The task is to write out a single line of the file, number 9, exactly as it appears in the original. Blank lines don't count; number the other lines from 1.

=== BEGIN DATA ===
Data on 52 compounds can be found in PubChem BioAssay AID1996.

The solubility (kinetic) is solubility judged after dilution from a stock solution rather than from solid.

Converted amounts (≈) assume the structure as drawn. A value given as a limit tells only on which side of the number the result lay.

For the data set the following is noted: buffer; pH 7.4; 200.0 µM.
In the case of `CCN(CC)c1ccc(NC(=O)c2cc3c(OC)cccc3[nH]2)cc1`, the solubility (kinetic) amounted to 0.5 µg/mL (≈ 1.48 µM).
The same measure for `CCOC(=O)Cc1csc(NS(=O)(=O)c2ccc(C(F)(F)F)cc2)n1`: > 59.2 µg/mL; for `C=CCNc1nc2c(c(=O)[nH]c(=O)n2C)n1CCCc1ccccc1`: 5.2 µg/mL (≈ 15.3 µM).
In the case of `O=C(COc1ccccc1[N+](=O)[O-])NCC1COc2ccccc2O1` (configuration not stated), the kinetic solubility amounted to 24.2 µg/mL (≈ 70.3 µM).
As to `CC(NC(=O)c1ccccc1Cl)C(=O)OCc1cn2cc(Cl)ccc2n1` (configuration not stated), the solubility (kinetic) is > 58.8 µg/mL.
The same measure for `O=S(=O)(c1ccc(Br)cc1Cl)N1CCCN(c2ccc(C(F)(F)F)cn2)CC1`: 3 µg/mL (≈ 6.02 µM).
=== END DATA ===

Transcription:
The same measure for `O=S(=O)(c1ccc(Br)cc1Cl)N1CCCN(c2ccc(C(F)(F)F)cn2)CC1`: 3 µg/mL (≈ 6.02 µM).